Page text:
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Host Cell Polarity Proteins Participate in Innate Immunity to Pseudomonas aeruginosa Infection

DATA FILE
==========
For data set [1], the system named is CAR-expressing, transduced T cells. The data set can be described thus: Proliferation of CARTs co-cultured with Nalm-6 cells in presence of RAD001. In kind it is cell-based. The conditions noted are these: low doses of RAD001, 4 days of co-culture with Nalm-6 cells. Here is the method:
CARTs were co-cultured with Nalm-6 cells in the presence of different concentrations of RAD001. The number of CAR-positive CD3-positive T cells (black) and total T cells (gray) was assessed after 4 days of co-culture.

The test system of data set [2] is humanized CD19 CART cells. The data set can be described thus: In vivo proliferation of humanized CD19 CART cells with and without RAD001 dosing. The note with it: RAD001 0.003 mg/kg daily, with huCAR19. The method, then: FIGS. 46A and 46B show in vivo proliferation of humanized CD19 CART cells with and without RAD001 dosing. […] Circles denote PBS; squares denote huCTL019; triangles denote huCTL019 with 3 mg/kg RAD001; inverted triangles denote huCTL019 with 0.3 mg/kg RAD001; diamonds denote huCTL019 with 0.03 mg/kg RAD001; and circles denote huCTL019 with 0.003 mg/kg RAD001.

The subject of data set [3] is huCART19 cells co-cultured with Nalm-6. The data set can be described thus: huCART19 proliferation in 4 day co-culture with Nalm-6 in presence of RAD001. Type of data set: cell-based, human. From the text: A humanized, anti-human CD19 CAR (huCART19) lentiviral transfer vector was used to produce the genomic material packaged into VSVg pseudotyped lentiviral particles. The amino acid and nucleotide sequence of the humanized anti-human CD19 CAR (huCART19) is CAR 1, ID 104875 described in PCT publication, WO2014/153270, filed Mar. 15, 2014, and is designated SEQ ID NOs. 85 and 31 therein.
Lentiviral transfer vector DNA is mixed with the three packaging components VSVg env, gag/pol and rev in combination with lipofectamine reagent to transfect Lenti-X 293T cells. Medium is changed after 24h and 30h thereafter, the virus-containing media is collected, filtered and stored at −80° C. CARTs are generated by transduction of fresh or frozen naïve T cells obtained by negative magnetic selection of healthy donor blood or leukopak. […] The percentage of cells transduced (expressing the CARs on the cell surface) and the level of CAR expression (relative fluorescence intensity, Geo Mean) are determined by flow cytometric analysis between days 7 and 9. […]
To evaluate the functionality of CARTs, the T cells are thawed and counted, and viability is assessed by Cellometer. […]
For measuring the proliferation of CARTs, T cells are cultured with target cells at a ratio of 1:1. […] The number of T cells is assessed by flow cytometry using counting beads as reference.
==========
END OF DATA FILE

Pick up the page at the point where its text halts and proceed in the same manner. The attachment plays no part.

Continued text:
The mucosal epithelium consists of polarized cells with distinct apical and basolateral membranes that serve as functional and physical barriers to external pathogens. The apical surface of the epithelium constitutes the first point of contact between mucosal pathogens, such as Pseudomonas aeruginosa, and their host. We observed that binding of P. aeruginosa aggregates to the apical surface of polarized cells led to the striking formation of an actin-rich membrane protrusion with inverted polarity, containing basolateral lipids and membrane components. Such protrusions were associated with a spatially localized host immune response to P. aeruginosa aggregates that required bacterial flagella and a type III secretion system apparatus. Host protrusions formed de novo underneath bacterial aggregates and involved the apical recruitment of a Par3/Par6α/aPKC/Rac1 signaling module for a robust, spatially localized host NF-κB response. Our data reveal a role for spatiotemporal epithelial polarity changes in the activation of innate immune responses.

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